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lessen gauged than the husband. rather than the other way around. >> it's really sad, frankly, to see so many women not involved in the financial and investment decision-making process. because on average, women will live longer than men. >> reporter: in liggett of the recent economic downturn, though, where retirement account took a beating, even young couples are expected to do better going forward, planning for retirement. chris clackum, nbc news. speaking of money, dollar coins are costing taxpayers hundreds of millions of dollars, really. for almost four years, the mint has been churning out the $1 coins bearing the images of presidents. but the coins haven't exactly caught fire with the public. >> how often the you use dollar coins? >> never. >> nobody has ever heard of them. >> you can't really put them in things like vending machines. >> there is so little interest in the coins that some have ended up at the federal
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reserve's coin vault in baltimore. in all more than a billion dollars in coins are now just sitting in vaults around the country. the cost to taxpayers? about $300 million so far. so here is how that is calculated. 32 cents to make each unwanted coin plus $650,000, which is what the fed is about to spend on yet a new vault to store them. but ending the dollar coin program will likely require another law from congress. until then, the mint has five years and 20 presidents to go. and now for a check on the weather, rob mayeda joins waus look at some changes ahead. >> well, we did see a cool finish to the weekend, even though we got the sun to come out in many parts order around the bay area. you can see during the day oakland the clouds thinning out as cooler and dryer air mixed on in. even the sunshine, temperatures only in the 60s and 70s. not exactly what you would expect for july. morning clouds eventually giving way to the sunshine. but really not going to find any 80s in the forecast. the good strong sea breeze which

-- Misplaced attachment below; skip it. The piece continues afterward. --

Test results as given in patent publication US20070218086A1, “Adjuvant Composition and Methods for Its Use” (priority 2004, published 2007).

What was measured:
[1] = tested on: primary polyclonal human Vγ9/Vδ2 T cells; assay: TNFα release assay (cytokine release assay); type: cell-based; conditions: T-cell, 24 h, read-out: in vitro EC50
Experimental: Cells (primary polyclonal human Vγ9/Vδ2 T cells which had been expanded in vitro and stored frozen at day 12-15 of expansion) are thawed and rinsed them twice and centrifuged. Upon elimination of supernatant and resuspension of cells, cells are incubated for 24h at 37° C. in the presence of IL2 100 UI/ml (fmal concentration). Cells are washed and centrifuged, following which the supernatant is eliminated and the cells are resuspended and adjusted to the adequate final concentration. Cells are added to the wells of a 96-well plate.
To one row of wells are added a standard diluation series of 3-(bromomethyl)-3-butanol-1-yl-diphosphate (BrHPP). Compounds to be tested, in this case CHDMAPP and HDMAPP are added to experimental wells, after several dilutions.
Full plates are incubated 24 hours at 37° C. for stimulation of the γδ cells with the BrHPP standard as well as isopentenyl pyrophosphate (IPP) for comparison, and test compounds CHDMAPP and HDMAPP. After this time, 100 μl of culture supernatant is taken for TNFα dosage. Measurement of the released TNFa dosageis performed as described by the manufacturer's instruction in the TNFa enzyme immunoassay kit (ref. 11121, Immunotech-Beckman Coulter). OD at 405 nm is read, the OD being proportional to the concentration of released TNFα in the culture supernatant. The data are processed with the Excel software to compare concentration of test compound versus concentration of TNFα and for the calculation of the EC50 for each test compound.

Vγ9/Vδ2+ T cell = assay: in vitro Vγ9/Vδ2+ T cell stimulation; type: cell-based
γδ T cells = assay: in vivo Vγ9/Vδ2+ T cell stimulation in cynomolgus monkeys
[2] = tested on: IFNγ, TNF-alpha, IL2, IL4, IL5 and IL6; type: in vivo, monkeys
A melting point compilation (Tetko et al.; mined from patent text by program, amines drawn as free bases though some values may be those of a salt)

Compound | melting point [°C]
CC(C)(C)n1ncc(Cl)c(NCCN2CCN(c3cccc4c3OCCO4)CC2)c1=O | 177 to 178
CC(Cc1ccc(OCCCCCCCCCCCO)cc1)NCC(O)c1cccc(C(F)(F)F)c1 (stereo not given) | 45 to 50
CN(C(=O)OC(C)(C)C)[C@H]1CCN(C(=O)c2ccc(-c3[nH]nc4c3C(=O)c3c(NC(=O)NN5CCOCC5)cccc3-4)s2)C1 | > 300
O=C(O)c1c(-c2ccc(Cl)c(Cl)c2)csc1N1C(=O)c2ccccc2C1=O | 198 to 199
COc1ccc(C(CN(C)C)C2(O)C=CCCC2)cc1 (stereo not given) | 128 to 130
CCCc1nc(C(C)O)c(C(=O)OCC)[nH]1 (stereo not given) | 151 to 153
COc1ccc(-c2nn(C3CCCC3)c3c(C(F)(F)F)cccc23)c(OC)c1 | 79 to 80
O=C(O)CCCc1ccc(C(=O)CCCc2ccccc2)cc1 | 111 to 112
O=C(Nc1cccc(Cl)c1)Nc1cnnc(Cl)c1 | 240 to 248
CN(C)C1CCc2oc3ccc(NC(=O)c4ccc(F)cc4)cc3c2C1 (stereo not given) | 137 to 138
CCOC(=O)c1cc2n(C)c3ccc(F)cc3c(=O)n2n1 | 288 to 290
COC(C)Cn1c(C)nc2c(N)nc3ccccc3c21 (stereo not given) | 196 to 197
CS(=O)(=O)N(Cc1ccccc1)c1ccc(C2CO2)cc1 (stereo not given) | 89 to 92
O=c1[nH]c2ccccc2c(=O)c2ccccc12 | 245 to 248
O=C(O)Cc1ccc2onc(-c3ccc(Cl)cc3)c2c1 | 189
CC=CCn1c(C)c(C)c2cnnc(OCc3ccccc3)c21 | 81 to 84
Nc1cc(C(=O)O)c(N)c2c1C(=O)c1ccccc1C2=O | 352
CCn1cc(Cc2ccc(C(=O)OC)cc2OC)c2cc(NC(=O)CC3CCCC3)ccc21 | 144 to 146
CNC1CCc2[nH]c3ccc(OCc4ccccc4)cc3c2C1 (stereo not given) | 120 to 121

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continues to pump in the cooler air, both from off the ocean. cooler air aloft moving in which is temporarily helping to break up some of the low clouds. now overnight tonight we will continue to see more low clouds spilling on in which will lead to maybe drizzle for the monday morning commute. up on the north county, we have a system that is digging pretty far to the south, going along in that trough of low pressure which has been hung up across the west coast. totally different story off to the east where they're seeing sweltering heat. for us, thanks to the dip in the jet stream, we're going to stay cool at least to kick off the start of the workweek. then we'll see rapid changes as we get towards thursday and friday. at least through tuesday, the regime of morning drizzle followed up by afternoon sunshine. afternoon temperatures will warm up a couple of degrees over the next few days. more significant warming as we pass midweek as we see an even spread of 70s and 80s inland. eventually getting into the 90s as we approach next weekend. so summer, and yes, july weather
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making a comeback. overnight low clouds with misty in some spots. temperatures mainly if the 50s. as we head through the afternoon on monday, after we break up the low clouds, at least inland, not a bad day. as we head over to morgan hill we may start to see low 80s popping up inland. cool 70s around san jose and portions of the santa clara valley. 60s for san francisco. and near 70 in oakland. east bay, we should get close to 80, maybe out towards solano county and parts of the north bay. lake port should see warm temperatures. but the real warm-up is going to hold off for the second part. finally it's starting to feel more like summer. 80s and 90s coming back for inland valleys as we head towards next weekend. >> sounds very nice. women's world cup action took the bay area by storm, and much of the country that is this afternoon with a very dramatic finish. thousands of bay area families and soccer fans gathered at civic center plaza in san